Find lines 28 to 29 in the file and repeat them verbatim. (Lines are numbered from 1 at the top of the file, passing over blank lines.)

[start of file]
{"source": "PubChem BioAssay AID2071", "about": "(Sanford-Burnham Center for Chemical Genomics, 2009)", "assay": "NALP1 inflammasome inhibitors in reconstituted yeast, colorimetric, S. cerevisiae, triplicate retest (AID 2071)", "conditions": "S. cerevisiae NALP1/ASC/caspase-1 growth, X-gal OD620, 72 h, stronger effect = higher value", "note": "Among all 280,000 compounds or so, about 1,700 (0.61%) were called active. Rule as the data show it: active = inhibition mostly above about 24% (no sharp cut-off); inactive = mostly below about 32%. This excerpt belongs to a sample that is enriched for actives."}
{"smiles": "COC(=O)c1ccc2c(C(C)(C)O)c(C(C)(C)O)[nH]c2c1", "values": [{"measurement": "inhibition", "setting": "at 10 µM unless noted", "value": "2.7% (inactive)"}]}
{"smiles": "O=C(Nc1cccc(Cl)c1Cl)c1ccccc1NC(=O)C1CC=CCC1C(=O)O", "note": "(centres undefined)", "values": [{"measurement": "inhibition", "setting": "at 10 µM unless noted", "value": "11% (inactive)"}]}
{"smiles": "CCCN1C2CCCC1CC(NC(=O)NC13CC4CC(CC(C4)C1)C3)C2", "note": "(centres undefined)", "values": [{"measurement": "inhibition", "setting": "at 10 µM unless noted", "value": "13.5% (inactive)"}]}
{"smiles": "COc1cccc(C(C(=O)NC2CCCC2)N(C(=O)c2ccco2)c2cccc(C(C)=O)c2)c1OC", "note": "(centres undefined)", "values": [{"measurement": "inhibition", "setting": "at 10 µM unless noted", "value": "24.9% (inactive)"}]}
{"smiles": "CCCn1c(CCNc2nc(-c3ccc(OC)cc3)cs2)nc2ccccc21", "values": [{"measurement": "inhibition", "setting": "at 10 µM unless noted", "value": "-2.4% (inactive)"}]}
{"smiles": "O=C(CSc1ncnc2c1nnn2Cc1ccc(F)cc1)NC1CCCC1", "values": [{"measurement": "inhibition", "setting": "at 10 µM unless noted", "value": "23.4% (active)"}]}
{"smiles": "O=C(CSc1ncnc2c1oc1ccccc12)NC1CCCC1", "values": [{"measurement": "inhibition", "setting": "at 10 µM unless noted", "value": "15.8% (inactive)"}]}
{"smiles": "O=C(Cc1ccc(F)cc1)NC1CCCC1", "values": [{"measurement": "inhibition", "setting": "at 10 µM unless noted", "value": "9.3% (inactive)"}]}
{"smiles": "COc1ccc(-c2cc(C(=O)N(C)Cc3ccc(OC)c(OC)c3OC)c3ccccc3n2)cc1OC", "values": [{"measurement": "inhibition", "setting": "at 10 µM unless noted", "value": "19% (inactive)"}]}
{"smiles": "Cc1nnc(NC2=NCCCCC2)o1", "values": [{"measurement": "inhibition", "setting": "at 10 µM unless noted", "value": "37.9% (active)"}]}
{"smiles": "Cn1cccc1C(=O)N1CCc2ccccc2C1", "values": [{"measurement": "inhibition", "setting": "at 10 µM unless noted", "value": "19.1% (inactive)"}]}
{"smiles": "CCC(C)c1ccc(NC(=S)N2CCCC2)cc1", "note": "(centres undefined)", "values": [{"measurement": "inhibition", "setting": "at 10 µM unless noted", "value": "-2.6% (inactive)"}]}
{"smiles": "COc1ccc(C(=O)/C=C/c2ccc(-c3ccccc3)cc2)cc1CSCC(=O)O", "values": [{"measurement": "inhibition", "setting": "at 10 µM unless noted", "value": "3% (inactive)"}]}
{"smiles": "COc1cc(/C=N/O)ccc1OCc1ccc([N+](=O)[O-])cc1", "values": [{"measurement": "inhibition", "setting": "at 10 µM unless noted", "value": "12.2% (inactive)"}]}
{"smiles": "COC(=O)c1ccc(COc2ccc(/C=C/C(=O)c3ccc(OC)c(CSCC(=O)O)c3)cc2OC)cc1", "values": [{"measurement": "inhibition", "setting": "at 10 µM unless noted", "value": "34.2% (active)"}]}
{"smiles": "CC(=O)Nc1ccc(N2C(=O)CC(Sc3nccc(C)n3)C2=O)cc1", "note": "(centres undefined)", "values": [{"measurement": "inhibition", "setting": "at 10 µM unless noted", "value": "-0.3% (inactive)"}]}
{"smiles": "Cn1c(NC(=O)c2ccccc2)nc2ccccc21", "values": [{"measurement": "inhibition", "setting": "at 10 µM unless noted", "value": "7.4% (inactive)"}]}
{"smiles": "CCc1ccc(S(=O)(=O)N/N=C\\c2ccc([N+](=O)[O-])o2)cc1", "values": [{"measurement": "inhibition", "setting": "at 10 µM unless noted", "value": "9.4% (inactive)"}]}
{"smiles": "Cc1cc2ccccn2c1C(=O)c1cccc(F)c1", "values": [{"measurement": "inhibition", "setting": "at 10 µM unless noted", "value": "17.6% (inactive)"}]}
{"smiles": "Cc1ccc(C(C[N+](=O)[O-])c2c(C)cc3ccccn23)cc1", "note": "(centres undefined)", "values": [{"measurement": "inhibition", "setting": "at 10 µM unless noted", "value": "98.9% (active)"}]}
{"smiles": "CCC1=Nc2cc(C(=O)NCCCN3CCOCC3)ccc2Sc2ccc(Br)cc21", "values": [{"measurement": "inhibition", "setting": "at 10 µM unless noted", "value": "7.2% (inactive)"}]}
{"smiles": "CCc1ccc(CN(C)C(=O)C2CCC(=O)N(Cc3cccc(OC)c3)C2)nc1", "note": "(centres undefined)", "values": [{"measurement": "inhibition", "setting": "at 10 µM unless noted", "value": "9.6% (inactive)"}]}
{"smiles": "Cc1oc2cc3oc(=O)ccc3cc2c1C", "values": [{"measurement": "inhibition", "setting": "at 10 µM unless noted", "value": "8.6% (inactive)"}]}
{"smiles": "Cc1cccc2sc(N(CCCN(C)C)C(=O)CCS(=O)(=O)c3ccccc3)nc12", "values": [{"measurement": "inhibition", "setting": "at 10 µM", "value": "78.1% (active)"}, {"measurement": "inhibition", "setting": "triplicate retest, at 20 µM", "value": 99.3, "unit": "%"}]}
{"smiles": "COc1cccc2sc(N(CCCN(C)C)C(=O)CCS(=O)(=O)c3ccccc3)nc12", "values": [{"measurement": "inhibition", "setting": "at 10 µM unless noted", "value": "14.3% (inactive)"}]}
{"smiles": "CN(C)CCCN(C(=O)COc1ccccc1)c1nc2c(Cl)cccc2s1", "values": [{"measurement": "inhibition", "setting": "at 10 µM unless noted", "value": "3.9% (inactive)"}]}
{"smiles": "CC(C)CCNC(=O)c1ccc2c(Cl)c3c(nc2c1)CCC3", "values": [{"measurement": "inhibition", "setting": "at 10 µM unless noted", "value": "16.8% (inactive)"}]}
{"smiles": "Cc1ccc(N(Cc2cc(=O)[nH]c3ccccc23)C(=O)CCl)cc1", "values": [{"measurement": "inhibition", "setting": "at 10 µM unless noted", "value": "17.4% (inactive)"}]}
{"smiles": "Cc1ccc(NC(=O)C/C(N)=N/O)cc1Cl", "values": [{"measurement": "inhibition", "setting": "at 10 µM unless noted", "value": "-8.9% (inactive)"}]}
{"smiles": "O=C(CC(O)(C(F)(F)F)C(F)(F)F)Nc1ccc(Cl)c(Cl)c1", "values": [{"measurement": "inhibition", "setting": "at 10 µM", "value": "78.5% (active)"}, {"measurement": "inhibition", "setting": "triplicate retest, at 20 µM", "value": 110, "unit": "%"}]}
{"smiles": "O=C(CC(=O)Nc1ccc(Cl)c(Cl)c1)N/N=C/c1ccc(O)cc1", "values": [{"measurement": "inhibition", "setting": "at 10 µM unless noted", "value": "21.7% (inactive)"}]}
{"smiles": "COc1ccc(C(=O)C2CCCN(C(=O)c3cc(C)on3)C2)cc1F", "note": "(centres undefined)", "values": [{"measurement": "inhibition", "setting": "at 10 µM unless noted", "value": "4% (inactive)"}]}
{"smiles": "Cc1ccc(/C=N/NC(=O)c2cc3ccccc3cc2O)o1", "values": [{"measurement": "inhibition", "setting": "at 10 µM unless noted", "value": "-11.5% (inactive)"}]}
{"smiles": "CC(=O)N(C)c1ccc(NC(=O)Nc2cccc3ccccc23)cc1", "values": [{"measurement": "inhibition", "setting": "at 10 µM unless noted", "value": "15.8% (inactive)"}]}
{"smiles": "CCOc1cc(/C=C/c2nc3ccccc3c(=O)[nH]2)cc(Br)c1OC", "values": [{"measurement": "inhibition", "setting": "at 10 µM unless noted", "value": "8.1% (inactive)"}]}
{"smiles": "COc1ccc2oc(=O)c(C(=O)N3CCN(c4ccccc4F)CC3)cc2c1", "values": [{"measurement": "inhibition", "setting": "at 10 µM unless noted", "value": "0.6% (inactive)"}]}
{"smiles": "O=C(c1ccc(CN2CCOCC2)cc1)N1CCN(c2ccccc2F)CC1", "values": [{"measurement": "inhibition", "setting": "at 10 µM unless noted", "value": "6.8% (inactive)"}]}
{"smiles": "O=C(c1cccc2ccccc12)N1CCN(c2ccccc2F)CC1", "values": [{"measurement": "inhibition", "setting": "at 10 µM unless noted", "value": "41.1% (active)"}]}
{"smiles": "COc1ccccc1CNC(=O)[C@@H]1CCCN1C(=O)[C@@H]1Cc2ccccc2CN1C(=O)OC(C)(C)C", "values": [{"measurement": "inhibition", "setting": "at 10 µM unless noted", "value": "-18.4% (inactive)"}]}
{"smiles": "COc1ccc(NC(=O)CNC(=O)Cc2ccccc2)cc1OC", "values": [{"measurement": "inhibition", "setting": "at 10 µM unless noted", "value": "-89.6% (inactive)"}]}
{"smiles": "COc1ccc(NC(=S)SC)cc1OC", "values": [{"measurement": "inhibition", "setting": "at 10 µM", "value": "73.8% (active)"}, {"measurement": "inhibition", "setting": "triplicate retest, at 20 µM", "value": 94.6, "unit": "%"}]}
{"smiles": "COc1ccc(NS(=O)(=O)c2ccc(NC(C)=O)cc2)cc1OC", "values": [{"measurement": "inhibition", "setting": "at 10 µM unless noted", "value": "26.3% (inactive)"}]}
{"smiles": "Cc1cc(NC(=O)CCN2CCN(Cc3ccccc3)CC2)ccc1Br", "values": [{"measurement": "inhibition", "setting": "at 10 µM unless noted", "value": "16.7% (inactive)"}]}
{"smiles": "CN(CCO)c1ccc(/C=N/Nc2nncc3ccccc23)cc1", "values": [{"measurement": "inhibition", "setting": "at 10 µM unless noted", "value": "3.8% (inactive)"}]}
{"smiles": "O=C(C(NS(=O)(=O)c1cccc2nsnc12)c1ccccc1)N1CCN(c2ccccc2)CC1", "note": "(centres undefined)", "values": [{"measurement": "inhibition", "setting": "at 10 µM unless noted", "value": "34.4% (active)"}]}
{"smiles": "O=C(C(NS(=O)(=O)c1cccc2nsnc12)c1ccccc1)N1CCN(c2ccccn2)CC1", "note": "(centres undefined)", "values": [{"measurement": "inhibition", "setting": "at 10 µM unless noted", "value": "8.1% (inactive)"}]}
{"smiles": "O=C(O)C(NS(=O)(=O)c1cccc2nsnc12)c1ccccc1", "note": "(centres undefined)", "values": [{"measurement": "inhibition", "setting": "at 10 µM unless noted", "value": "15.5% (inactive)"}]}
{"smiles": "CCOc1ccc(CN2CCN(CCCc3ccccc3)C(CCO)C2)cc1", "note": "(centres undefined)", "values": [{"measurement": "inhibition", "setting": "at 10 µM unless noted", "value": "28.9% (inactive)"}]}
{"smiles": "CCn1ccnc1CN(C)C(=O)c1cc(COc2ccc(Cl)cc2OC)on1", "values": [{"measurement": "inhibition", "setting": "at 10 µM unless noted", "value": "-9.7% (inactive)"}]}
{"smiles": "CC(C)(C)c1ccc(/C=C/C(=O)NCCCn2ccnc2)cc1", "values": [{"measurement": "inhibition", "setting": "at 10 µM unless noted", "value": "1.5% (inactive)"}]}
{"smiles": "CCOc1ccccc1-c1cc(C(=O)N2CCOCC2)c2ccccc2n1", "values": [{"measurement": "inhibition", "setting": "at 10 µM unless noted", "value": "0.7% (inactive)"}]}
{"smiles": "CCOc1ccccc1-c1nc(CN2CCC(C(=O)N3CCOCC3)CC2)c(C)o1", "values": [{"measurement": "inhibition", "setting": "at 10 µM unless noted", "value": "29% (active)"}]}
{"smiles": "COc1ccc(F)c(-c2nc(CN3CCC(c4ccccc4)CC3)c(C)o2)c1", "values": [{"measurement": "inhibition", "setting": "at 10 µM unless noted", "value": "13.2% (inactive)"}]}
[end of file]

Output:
{"smiles": "CC(C)CCNC(=O)c1ccc2c(Cl)c3c(nc2c1)CCC3", "values": [{"measurement": "inhibition", "setting": "at 10 µM unless noted", "value": "16.8% (inactive)"}]}
{"smiles": "Cc1ccc(N(Cc2cc(=O)[nH]c3ccccc23)C(=O)CCl)cc1", "values": [{"measurement": "inhibition", "setting": "at 10 µM unless noted", "value": "17.4% (inactive)"}]}